Terror of the soul essays on the canadian horror film

The Canadian Horror Film: Indeed, the introduction and the individual essays test the elasticity of the ever-expanding circumference of two questions that implicitly and explicitly drive the collection — what is "Canadian"? The diversity of writers is matched by the diversity of subjects.

This is a noble goal indeed. If, as many essayists contend, terrors of the tundra threaten our bodily existence, these beasts also threaten Canadians even with their pluralistic national identity with "cultural extinction.

With no disrespect to the Baron of Blood, Canadian cinema has managed a diverse and often cutting-edge body of horror films for decades now.

A History of Canadian Horror Cinemaand though certainly valuable in their thoroughness, these are more self-admittedly works of fan scholarship more than academic texts. So the new collection The Canadian Horror Film: Certain other films notably Black ChristmasGinger Snaps and Pontypool have attracted academic attention, but a great many others remain relatively unexamined.

The list of beasts is capacious, comprehensive, and playful and is compiled with a theoretical, philosophical, and political savvy methodology.

Many of the chapters make reference to other chapters, and the conclusion by Freitag and Loiselle dedicates itself to collecting all of the threads of the various essays.

The soul exists precariously in and with "the interval between external threat and internal dread.

You are not currently authenticated. The editors are explicitly polemical: And what is "horror" and "terror"? View freely available titles: In lieu of an abstract, here is a brief excerpt of the content: University of Toronto Press.

In the minds of many, the Canadian horror film begins and ends with David Cronenberg. One wonders if the Frye and Atwood Terror of the Soul is a welcome book for opening up the field.

We unapologetically claim that if Halloween matters, then so does Shivers" The Killer Whalewhich he recuperates from its usual dismissal as a Jaws knock-off. Some of the essays engage in overt boosterism Loiselle trumpets Sur le seuil as, "in my opinion, the best horror film ever made in Quebec" 81but the entire thrust of the project is a recuperative one, identifying with pride a varied and valuable horror tradition in Canada.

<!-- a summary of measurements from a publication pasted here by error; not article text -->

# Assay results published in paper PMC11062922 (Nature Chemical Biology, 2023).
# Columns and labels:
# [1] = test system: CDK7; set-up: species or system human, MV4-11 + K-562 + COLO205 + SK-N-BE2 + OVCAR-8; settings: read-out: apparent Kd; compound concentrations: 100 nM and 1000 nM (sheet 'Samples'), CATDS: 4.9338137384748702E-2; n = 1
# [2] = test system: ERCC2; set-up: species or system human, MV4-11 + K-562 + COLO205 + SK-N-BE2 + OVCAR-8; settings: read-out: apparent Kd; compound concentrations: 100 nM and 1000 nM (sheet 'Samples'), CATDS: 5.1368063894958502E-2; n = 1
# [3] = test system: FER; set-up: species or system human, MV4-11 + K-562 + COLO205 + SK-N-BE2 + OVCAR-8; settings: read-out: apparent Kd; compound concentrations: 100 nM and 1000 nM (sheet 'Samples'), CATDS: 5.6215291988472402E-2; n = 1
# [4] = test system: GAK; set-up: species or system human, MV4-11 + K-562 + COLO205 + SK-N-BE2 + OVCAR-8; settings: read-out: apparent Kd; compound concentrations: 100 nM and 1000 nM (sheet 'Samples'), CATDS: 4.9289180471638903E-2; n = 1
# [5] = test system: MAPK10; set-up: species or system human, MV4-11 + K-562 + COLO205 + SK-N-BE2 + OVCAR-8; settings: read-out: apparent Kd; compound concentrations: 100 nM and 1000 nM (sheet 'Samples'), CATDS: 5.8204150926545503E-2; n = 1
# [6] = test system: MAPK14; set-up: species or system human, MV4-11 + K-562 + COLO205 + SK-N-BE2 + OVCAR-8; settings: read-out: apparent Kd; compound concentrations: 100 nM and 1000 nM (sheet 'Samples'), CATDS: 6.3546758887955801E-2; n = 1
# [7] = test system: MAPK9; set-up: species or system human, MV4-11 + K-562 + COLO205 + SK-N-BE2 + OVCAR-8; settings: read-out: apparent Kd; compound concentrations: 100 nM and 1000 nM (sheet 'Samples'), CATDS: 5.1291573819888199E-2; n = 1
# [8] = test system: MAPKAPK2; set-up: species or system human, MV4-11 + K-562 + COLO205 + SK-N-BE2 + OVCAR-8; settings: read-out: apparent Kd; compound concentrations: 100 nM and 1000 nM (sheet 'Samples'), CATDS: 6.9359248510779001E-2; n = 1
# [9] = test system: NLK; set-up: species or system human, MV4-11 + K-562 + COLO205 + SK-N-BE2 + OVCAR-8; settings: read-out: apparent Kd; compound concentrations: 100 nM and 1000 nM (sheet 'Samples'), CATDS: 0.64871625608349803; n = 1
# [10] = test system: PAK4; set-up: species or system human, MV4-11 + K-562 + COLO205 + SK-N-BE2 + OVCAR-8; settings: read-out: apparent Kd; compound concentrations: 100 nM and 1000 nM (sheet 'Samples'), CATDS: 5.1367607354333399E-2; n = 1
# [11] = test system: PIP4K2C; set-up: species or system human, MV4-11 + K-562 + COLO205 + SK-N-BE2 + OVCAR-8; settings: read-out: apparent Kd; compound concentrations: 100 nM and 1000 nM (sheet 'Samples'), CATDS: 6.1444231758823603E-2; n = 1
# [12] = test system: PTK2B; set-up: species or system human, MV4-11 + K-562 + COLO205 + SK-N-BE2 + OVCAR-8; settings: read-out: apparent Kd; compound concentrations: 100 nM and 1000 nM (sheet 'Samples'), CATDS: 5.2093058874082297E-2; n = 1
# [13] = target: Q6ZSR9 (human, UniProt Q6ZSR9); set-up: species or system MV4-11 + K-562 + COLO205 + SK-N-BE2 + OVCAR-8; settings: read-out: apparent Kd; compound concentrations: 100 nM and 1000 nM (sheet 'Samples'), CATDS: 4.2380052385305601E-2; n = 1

An impressive feature of The Canadian Horror Film, creditable to its editors, is its coherence as a collection, doubly so since its breadth stretches into avant-garde cinema, animation, and other topics rarely discussed as horror. View freely available titles: Terror of the Soul. University of Toronto Press,pp.

In lieu of an abstract, here is a brief excerpt of the content: Peter Thompson argues that "the epistemological crisis engendered by cinematic horror comes from a series of boundary transgressions," underscoring that the history and aesthetics of Canadian horror film At the heart of this collection is an acknowledgement of the critical futility of articulating concretely the focus of its title and subtitle — its scope and subject.These thirteen essays valuably explore six topics related to the history and aesthetics of the Canadian horror film: nature, text-to-film adaptations, the "Tax Shelter Slasher" of the s ( to ), "Eco-Horror," animation, and David Cronenberg.

Review ‘These excellent essays identify precisely what sets the Canadian horror film apart from its American and British brethren. Highly recommended.’Reviews: 2. Featuring chapters on Pontypool, Ginger Snaps, s slasher films, Quebec horror, and the work of David Cronenberg, among many others, The Canadian Horror Film unearths the terrors hidden in the recesses of the Canadian psyche.

“An interesting and wide-ranging collection that makes a valuable contribution to work on both Canadian film and the genre of horror” (Mark Jancovich, Professor of Film Studies, School of Film, Television, and Media Studies, University of East Anglia). The Goose Volume 15|Issue 1 Article 22 The Canadian Horror Film: Terror of the Soul edited by Gina Freitag and Andre Loiselle Jennifer Schell.

THE CANADIAN HORROR FILM: TERROR OF THE SOUL Edited by Gina Freitag and André Loiselle Toronto: University of Toronto Press,pp.

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Terror of the soul essays on the canadian horror film
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